What you need to know about Medicare eligibility
Turning 65 this year? You’re likely making sure you're on track for retirement. Below are some questions that will help you better understand Medicare.
What is Medicare?
Medicare is a federal program that offers insurance to people 65 and older. There are two parts:
- No cost, government-sponsored benefits, also called Parts A and B.
- Extra, paid health insurance plans, commonly known as Medigap, because they fill in some of the areas Medicare doesn’t cover.
When are you eligible for Medicare?
When you turn 65, the enrollment process for Parts A and B is automatically started, so you're covered at the start of your birthday month. However, you have three months before your birthday and three months after your birthday to sign up. During this time period, you can also buy Medigap coverage.
If you miss your 7-month enrollment period, there are two other times you can sign up – during open enrollment or a special enrollment period.
What other things affect my eligibility?
Along with turning 65:
- You need to be a U.S. citizen for at least five years
- You or your spouse must have earned about 40 quarters (4 quarters per year) by paying Social Security and Medicare payroll taxes while working – equal to about 10 years of work
- You or your spouse must have been employed by the government and paid Medicare payroll taxes while working
How else do I qualify?
If you need Medicare and aren't 65, there are other ways to qualify.
You're eligible for Parts A and B if you:
- Have been receiving Social Security Disability Insurance (SSDI) for more than two years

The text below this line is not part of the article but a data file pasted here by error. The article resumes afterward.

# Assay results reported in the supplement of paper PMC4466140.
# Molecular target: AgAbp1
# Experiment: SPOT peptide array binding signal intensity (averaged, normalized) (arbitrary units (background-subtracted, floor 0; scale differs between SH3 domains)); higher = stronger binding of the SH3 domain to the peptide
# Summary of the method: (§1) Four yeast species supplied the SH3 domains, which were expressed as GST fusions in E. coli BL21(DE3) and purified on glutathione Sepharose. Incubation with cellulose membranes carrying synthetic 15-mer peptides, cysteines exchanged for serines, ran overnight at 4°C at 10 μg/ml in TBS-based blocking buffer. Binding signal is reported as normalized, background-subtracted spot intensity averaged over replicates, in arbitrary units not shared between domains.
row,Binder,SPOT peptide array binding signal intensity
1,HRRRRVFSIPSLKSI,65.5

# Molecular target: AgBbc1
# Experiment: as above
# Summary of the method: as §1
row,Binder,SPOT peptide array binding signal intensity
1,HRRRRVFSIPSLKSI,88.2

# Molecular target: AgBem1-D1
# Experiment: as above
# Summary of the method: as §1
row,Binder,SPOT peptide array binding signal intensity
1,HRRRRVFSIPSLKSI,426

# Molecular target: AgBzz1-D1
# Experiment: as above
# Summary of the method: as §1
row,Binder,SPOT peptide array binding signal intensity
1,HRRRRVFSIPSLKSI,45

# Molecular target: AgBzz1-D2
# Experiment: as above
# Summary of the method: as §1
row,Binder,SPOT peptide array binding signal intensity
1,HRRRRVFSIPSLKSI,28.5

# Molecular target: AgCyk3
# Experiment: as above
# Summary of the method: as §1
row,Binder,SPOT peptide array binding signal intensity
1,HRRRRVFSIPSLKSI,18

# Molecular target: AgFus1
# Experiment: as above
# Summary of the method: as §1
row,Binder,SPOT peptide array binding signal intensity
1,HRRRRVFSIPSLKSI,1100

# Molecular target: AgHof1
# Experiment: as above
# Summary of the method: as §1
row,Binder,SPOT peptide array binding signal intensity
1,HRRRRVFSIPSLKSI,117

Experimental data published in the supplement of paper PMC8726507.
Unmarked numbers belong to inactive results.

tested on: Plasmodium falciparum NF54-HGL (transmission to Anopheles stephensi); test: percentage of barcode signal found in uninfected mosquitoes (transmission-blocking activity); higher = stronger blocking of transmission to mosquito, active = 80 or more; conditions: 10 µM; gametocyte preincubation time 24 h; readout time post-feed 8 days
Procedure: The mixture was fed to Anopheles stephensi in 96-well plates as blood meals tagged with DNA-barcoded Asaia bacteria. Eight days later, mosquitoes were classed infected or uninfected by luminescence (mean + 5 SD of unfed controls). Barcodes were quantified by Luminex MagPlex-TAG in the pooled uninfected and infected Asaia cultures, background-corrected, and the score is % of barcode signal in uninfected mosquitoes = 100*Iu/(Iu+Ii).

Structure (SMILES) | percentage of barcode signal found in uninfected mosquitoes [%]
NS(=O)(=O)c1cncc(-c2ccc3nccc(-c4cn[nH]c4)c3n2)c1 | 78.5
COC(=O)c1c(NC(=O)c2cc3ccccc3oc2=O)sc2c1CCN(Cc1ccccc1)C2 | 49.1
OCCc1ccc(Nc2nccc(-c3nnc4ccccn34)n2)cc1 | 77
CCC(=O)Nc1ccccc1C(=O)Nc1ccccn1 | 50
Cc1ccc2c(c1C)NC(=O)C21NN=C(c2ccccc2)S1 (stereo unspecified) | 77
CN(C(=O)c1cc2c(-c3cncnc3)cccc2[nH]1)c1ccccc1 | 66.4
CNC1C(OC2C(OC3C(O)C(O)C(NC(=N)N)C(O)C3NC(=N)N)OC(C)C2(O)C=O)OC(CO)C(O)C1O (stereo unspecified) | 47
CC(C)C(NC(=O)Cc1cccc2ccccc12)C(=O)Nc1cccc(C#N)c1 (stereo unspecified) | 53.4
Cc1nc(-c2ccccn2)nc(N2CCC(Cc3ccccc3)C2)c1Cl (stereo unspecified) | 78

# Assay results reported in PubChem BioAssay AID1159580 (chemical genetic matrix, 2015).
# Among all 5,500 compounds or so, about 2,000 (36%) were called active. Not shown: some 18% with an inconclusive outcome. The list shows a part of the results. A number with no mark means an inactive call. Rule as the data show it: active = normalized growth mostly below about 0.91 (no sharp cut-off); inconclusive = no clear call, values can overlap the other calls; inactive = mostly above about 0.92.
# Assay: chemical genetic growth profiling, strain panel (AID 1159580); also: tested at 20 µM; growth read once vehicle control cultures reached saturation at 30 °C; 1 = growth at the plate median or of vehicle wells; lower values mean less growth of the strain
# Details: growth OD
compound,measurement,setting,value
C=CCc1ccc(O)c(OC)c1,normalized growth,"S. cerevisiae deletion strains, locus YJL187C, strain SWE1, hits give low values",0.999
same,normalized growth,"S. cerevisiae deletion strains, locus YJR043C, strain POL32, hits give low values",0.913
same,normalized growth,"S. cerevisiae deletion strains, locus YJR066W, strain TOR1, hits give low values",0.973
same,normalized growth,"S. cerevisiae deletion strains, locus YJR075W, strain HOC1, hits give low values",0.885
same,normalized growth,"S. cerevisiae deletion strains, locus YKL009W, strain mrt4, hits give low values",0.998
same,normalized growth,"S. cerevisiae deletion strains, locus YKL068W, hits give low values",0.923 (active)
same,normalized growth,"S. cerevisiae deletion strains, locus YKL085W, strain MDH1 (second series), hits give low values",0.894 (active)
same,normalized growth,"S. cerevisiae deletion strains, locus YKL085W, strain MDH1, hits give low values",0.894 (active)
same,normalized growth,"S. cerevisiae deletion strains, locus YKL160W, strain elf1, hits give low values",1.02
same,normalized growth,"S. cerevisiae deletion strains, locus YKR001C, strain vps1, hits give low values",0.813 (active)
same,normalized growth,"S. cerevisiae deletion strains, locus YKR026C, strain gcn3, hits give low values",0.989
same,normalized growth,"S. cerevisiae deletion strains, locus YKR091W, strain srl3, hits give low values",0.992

- Have been getting benefits from the Railroad Retirement Board (RRB) for at least two years. In both cases, receiving Medicare will not stop your SSDI or RRB benefits.
- Suffer from Lou Gehrig’s disease, also known as Amyotrophic Lateral Sclerosis (ALS)
- Have end-stage renal disease (ESRD) and suffer from kidney failure. You're usually eligible for Medicare three months after a kidney transplant or if you are a dialysis patient.
You may be able to sign up for Medicare and prescription drug plans during special enrollment periods. These could be due to:
- Loss of current coverage
- Change in your policy
Payment of monthly premium
If you turn 65 without having worked for a period equal to 40 credits or paid health taxes for at least 10 years, but you're a legal U.S. resident, or have been a citizen for at least five years, you can get Medicare for a monthly premium. Once you pay what’s equal to 40 credits, you no longer have to pay premiums to get your coverage.
It’s important to note that you don’t have to buy both Parts A and B. But if you want to buy Medigap, you will face some restrictions if you have bought only A or only B. Because Medicare covers about 80% of immediate cost of care, most people opt for Medigap to pay for the remaining 20%. If you’re interested in this option, click here to get an estimate of what your premium may look like.
While it’s comforting to know that you’ll get Medicare at age 65 if you're eligible, it’s also good to know there are other ways to qualify.